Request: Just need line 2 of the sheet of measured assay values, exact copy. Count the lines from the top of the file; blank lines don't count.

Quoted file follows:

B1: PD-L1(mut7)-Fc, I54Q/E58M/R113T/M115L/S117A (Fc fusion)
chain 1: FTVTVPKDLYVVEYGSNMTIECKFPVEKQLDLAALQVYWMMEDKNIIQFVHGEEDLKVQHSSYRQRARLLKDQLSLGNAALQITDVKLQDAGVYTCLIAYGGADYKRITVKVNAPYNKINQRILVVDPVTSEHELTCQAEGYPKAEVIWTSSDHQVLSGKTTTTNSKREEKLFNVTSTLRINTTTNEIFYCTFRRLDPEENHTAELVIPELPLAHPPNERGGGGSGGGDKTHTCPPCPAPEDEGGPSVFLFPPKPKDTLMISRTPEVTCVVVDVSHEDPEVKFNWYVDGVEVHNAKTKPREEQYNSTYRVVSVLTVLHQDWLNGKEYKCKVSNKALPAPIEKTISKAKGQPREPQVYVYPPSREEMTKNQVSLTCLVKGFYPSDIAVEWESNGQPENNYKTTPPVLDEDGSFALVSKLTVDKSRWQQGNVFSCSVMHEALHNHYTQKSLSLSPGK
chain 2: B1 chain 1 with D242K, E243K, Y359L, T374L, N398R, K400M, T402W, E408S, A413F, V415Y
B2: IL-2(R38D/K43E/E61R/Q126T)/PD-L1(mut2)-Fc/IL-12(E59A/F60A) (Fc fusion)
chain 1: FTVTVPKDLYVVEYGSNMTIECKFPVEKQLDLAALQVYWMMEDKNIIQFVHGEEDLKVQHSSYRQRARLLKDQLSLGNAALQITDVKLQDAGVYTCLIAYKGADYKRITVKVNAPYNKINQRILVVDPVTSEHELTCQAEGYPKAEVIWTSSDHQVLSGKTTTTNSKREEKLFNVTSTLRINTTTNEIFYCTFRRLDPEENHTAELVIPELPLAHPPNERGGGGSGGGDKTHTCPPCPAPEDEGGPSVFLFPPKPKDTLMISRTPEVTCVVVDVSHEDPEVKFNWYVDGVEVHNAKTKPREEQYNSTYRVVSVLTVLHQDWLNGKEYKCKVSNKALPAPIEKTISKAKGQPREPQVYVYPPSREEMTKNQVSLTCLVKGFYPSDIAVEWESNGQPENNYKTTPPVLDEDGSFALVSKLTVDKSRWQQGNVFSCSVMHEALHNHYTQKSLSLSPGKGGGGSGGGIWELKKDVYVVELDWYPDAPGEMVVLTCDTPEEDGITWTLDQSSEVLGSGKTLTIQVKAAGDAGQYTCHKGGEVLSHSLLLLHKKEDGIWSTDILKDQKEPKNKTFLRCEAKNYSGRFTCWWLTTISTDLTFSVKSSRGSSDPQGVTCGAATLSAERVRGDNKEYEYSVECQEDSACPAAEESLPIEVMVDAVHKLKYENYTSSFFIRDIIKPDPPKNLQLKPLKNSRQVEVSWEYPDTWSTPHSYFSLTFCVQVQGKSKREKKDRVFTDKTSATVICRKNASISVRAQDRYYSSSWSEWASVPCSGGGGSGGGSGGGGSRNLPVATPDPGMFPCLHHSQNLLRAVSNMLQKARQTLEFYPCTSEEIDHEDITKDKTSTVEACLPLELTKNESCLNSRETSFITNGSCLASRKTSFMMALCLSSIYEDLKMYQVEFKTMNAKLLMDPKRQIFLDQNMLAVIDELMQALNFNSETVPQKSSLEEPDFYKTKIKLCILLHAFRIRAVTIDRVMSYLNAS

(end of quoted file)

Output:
chain 1: FTVTVPKDLYVVEYGSNMTIECKFPVEKQLDLAALQVYWMMEDKNIIQFVHGEEDLKVQHSSYRQRARLLKDQLSLGNAALQITDVKLQDAGVYTCLIAYGGADYKRITVKVNAPYNKINQRILVVDPVTSEHELTCQAEGYPKAEVIWTSSDHQVLSGKTTTTNSKREEKLFNVTSTLRINTTTNEIFYCTFRRLDPEENHTAELVIPELPLAHPPNERGGGGSGGGDKTHTCPPCPAPEDEGGPSVFLFPPKPKDTLMISRTPEVTCVVVDVSHEDPEVKFNWYVDGVEVHNAKTKPREEQYNSTYRVVSVLTVLHQDWLNGKEYKCKVSNKALPAPIEKTISKAKGQPREPQVYVYPPSREEMTKNQVSLTCLVKGFYPSDIAVEWESNGQPENNYKTTPPVLDEDGSFALVSKLTVDKSRWQQGNVFSCSVMHEALHNHYTQKSLSLSPGK